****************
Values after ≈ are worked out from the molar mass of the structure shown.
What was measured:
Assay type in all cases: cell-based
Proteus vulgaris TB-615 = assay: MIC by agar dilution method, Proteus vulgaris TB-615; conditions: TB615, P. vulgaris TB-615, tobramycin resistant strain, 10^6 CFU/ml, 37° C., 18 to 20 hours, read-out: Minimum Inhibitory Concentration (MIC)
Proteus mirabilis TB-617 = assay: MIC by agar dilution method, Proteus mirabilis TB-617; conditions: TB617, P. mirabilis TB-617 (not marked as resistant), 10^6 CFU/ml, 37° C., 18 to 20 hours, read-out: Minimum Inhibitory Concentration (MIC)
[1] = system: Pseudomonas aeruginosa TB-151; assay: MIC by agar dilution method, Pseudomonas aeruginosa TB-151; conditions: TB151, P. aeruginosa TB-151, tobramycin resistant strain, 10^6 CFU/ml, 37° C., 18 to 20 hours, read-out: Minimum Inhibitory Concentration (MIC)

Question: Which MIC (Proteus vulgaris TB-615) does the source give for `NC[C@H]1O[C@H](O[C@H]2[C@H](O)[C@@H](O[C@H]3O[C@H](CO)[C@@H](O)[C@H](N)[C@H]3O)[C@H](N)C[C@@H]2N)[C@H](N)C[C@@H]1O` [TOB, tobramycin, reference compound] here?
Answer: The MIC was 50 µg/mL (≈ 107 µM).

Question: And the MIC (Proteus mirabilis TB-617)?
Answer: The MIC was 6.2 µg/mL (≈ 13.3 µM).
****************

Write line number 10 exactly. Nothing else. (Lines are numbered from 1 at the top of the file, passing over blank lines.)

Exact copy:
Answer: The MIC was 6.2 µg/mL (≈ 13.3 µM).